You've guessed right. Gardening is the solution. As I always say, the fruits of gardening are not only what you get in your plate. If you see your garden as a chore, you won't get the stress out. However if you enjoy gardening, the personal satisfaction you get is one step in getting stress out of your life. Dig, chop, weed, sow.... The list is long. Doing these tasks will do only good to you and your body.

Gardening makes you bend and lift things many times. Be sure to do it right. I usually squat while weeding or planting. If you don't squat, you might put strain to your lower back. If you can't squat, place one knee on the ground(have a pair of knee-pads) and switch knee regularly.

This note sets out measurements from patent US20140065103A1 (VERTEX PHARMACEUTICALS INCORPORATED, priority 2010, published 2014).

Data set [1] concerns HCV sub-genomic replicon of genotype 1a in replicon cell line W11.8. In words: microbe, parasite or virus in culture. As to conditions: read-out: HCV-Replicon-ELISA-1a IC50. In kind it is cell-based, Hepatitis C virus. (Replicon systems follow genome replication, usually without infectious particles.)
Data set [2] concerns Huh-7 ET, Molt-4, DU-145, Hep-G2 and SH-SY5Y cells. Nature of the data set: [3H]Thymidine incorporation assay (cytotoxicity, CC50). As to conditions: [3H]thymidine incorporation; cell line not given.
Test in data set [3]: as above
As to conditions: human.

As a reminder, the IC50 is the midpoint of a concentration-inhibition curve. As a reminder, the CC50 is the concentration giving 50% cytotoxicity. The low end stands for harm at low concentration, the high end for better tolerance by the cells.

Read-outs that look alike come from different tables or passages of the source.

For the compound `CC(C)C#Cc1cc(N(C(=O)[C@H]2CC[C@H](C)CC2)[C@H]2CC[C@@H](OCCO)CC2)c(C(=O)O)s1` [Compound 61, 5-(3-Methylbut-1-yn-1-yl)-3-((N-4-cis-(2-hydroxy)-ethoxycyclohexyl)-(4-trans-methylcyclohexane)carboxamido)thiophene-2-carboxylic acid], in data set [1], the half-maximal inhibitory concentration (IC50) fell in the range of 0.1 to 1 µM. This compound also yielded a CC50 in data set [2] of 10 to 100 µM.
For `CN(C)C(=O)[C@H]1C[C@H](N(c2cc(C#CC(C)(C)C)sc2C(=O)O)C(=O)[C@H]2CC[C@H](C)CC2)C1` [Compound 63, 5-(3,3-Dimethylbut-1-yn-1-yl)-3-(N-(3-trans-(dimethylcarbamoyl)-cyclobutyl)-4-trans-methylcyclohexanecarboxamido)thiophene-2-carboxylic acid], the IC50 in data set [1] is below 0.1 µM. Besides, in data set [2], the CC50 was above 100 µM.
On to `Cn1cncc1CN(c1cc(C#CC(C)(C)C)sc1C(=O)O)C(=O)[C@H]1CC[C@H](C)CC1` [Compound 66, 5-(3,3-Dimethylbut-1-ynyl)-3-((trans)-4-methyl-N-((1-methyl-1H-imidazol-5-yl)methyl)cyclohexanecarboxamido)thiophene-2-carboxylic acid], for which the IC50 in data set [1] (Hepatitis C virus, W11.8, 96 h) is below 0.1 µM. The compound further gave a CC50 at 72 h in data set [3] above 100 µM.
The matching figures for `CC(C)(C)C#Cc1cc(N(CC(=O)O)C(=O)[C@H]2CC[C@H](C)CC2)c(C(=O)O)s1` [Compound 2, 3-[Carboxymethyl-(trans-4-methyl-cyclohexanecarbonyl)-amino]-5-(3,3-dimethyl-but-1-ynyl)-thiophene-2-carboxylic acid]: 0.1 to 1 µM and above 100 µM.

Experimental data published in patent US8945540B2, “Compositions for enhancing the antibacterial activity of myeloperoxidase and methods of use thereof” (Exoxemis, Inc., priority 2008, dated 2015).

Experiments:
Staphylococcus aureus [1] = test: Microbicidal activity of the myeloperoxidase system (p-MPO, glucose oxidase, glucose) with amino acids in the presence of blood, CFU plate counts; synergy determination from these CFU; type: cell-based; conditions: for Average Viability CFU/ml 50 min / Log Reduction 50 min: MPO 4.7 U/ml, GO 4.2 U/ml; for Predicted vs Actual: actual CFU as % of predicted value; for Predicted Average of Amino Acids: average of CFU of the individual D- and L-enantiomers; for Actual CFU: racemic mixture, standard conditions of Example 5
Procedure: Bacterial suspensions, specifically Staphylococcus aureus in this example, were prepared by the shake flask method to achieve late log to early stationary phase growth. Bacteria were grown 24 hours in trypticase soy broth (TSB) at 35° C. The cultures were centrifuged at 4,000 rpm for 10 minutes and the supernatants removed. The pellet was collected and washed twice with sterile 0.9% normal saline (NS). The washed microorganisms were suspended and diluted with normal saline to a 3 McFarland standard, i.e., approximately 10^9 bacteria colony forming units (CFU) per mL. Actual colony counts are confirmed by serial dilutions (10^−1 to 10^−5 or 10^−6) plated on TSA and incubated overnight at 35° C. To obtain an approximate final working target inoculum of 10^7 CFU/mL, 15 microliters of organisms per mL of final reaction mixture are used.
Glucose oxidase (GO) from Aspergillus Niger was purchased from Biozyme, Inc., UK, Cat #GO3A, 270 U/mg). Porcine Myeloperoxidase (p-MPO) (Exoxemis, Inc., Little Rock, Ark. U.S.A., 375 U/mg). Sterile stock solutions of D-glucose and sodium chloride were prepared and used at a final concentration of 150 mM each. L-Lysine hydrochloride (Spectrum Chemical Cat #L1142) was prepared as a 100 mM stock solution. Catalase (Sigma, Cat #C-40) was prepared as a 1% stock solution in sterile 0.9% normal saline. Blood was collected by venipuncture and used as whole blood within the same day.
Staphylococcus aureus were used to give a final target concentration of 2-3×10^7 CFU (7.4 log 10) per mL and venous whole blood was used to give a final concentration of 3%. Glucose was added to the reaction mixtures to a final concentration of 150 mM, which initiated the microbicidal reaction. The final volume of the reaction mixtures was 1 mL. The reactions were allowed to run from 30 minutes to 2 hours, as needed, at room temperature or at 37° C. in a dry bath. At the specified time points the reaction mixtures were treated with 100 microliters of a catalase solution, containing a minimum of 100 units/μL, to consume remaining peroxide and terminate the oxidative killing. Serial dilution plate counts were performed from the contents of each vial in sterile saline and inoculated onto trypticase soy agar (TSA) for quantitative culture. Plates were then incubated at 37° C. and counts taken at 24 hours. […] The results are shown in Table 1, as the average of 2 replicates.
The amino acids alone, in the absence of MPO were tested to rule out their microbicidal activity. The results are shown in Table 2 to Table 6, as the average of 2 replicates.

Be cautious when lifting heavy objects. Always sit down, grab the object and use your legs to lift up. Do not bend nor twist your body. If something is too heavy for you, seek help. This advice is not only for elder gardeners!

If your doctor doesn't want you to do these activities, have a walk in your garden. Look at the plants, their colors, their smell... Pick up some flowers to put on your table.

Gardening is an excellent way to relieve stress for all ages but remember to do it safely.

More Gardening Tips


Sunday, April 19, 2009

Turmeric(Curcuma Longa) Flower

That's the first time I have noticed turmeric flowers. Each time I plant turmeric(curcuma longa or common turmeric), I dig it after its growing period, but since a couple of years ago, I have left a couple of plants untouched. I let them grow for a season, dry out and grow again to get a bigger rhizome.

I had completely forgotten about those plants (I don't even water them as it is raining quite often), and today, while weeding(Neglect your garden a couple of weeks, and they'll come harrassing you) that part of my garden, I got gobsmacked: Two of the turmeric plants have flowers. They were awesome!! Have a look: